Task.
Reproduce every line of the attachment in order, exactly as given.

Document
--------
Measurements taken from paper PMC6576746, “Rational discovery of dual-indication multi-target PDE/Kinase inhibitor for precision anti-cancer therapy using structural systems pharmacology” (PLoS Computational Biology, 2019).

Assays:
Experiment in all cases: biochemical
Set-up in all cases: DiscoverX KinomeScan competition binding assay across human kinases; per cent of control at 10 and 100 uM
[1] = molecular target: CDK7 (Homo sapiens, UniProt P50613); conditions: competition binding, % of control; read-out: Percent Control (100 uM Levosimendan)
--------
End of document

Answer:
Measurements taken from paper PMC6576746, “Rational discovery of dual-indication multi-target PDE/Kinase inhibitor for precision anti-cancer therapy using structural systems pharmacology” (PLoS Computational Biology, 2019).

Assays:
Experiment in all cases: biochemical
Set-up in all cases: DiscoverX KinomeScan competition binding assay across human kinases; per cent of control at 10 and 100 uM
[1] = molecular target: CDK7 (Homo sapiens, UniProt P50613); conditions: competition binding, % of control; read-out: Percent Control (100 uM Levosimendan)